Reconciliation in Chicago: Voices from the open doors

This story appears in the Reconciliation in Chicago feature series. View the full series.
Tyreese Brown (Courtesy of Precious Blood Ministry of Reconciliation)
Tyreese Brown (Courtesy of Precious Blood Ministry of Reconciliation)

by Donna Liette

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Editor's note: "Reconciliation in Chicago" is NCRonline's newest blog series, a weekly blog from the Precious Blood Ministry of Reconciliation, a ministry of the Missionaries of the Precious Blood based in Chicago's Back of the Yards neighborhood. Each post will feature hopeful reflections from the ministry's staff and volunteers, as they share their stories about working with youth and families affected by violence and incarceration.

"Reconciliation in Chicago" will be published every Monday at the feature series page Reconciliation in Chicago.

Tyreese, John and Shawn are three youth from our Back of the Yards Neighborhood. As young teenagers, they came to Precious Blood Ministry of Reconciliation for safety, support, and camaraderie. They came for the opportunity to talk about their struggles with violence in the area and the lack of opportunities, safe places and good friends.

Once a week, they would sit in a circle with other youth and our staff sharing their stories and their dreams. As we listened, we saw the need to offer programs that would enhance the young men's education and give them training for future employment.

Precious Blood Ministry of Reconciliation hired Patrick O'Connor to develop our Job Readiness Program, which provides 40-hour training in soft skills such as customer service, punctuality and problems solving. Students in the program develop an individual employment plan and a resume, and they practice interviewing for jobs.

The Job Readiness Program teaches students in groups and uses a cohort educational plan to build community, deepen relationships and create common goals.

Tyreese and John were among those in our first cohort group to be trained and then hired. Both are working with Manage Chicago, a property management company, doing basic house repairs, landscaping and assisting wherever the need be.

Tyreese and John wrote their respective stories below, with a little editing from me. First Tyreese.

Hello, I am Tyreese Brown, 20 years old. I have been hanging around Precious Blood Center since I was 15. The center has opened a lot of doors for me; I don't know what I would have done without Precious Blood Center or where I would be today. Maybe like many of my "brothers" I might be dead or incarcerated for a long time. I was the First Cohort of the Job Readiness Program (JRP) coordinated by Patrick O'Connor. He helped me get ready for a job and then accompanied me on the search. I now work full time and that keeps me off the streets and out of the way of the gun violence.

I love Precious Blood for all that it does for me and my friends. If only we had more places like PBMR, I believe Chicago would be a much better place and would not need to be given the name "Murder Capital of the U.S.", but rather a place where education and job doors are readily opened for the youth of our city.

And here's John's story.

I am one of the PBMR youth -- John Jones. I discovered PBMR when I was 16 and doors began to open for me that I could never have imagined. Father Kelly gave me my first summer job and nothing but the best happened to me as a result. I graduated from high school and then went on to college for two years, again with the help of PBMR. This spring I got a chance to enter the Job Readiness Program. I now have a job, go to work everyday, am learning to save my money and make better choices. I am seeing how hard work pays off. …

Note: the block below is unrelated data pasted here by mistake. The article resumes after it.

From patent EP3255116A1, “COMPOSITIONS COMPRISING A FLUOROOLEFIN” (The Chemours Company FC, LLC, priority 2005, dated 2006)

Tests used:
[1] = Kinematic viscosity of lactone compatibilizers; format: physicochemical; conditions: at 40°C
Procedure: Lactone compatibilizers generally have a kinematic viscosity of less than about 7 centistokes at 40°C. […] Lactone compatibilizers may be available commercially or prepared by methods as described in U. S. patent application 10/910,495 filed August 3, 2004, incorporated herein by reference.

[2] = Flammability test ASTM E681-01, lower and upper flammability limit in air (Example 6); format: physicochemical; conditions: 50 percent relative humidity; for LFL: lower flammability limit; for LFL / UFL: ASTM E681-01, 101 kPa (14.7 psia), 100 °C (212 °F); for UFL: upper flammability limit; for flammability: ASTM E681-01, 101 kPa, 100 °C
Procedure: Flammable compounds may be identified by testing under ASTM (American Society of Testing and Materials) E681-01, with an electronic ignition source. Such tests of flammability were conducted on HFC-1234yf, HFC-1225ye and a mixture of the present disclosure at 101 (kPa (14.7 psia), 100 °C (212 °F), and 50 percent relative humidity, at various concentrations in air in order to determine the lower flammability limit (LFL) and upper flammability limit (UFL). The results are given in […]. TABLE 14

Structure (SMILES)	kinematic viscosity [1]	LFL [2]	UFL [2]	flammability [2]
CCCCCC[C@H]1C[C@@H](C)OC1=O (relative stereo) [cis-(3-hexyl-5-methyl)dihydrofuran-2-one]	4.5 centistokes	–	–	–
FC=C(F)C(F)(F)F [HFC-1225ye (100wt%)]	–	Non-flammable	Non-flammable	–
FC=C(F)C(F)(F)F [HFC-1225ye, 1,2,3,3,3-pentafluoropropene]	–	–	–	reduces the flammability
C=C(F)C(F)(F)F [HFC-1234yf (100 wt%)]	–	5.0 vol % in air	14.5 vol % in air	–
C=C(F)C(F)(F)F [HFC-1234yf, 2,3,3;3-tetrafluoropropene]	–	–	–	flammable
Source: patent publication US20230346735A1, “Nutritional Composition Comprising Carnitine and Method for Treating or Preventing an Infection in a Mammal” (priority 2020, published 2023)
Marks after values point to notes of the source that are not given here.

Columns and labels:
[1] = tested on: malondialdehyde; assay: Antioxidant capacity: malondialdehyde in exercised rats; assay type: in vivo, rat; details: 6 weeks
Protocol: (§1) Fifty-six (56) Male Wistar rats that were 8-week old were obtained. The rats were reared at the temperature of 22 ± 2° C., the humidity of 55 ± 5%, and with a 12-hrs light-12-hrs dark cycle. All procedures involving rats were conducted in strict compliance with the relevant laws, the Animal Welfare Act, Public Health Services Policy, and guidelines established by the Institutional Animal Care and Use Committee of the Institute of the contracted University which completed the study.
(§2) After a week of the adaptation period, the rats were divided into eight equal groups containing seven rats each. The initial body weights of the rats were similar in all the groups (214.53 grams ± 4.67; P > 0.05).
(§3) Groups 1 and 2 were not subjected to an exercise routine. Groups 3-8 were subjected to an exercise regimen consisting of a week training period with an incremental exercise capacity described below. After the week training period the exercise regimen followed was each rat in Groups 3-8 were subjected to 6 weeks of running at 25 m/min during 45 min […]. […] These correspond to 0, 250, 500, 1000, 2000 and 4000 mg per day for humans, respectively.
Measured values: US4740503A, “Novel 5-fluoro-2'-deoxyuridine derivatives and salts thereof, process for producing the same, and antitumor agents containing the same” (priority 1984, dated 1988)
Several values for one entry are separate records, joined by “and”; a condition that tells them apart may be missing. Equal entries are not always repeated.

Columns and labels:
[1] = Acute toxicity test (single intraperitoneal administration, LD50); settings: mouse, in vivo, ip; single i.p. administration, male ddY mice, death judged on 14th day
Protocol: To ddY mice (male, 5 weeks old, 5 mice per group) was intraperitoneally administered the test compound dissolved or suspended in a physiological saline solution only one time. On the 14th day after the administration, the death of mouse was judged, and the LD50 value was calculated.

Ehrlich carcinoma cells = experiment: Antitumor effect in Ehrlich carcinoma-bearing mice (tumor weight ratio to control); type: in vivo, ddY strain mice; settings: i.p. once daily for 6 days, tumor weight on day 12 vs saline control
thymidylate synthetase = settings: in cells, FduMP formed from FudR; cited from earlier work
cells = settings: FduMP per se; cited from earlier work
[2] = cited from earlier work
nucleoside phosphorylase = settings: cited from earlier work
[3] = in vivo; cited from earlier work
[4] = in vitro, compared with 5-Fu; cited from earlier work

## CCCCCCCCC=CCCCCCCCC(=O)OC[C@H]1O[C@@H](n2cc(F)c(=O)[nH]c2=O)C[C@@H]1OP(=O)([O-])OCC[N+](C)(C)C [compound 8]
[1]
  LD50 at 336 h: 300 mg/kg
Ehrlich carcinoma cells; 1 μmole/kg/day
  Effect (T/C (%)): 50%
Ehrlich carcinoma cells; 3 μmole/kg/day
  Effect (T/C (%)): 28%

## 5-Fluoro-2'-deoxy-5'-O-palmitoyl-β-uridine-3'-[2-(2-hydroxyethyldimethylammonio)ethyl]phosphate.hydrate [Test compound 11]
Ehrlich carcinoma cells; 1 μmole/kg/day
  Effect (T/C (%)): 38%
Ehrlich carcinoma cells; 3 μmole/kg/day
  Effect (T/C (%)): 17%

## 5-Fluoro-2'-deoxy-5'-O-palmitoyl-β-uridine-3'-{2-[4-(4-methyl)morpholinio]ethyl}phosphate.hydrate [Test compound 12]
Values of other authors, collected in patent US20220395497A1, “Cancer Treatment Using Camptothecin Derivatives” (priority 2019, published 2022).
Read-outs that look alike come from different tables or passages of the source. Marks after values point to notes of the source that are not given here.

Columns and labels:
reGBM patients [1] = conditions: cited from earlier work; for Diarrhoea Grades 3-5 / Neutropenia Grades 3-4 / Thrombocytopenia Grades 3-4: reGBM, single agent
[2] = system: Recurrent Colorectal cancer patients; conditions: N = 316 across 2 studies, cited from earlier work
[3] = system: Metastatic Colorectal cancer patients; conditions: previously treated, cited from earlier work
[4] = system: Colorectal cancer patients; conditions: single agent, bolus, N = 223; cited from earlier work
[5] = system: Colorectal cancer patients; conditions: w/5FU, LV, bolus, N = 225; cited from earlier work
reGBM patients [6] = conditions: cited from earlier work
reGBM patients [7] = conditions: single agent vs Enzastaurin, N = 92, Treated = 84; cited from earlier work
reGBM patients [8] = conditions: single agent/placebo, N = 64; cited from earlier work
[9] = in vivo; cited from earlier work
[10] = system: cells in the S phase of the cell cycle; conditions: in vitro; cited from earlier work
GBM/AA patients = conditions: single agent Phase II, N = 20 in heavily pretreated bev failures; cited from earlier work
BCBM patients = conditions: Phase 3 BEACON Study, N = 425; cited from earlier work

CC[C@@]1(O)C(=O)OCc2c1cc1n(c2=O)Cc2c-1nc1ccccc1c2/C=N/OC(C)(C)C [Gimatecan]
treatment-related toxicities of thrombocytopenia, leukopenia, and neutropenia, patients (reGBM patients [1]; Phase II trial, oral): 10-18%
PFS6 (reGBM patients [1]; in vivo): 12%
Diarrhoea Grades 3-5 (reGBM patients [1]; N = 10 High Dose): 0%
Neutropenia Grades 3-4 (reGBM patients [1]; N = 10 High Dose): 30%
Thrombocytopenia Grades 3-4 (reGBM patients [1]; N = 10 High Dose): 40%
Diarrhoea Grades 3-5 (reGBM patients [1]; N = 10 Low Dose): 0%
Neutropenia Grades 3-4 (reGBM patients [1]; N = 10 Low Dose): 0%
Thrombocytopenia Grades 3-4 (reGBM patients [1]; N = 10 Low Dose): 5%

Someday I hope to be a contractor and open doors for other people. PBMR doors are always open for support, food and fun or just to stop in and talk. I love it that in my neighborhood, right in the center of violence is this safe place where the doors are always open and you are welcome.

Finally, Shawn shares his story of how the culinary arts program led him to employment.

Hi, my name is Shawn Reed, now known at the PBMR as "Chef Shawn"! I have been coming to PBMR since I was 15. I love this place; so many doors have been opened for me. … [I took] the 10 week Culinary Arts Program offered at PBMR with Chef Tony. I finished the program, earned a Certificate and donned my Chef Hat and Jacket. I felt proud with my Mother there for the celebration, a community judge and our staff and friends. It was an awesome day. Culinary is something I have always been interested in pursuing. As a kid being in the house around my Mom, watching her cook and later helping her -- I had a dream. Then I got the word from Sister Donna that Peaches Restaurant was interested in hiring me. … So we went to the restaurant, had lunch and met the manager. They called me for an interview and I was hired within a week! That was a huge opening for me because I so want to be a chef someday. I believe that door too will open!

These young men have often experienced doors being closed or even slammed shut for them. Today, due to the opportunities offered them at Precious Blood Ministry of Reconciliation, they see doors opening and they feel a sense that there is hope for a future of success.

[Donna Liette is a Precious Blood sister and works at Precious Blood Ministry of Reconciliation.]

A version of this blog previously appeared on the website of Precious Blood Ministry of Reconciliation. NCRonline presents the blog in collaboration with Precious Blood Ministry of Reconciliation.

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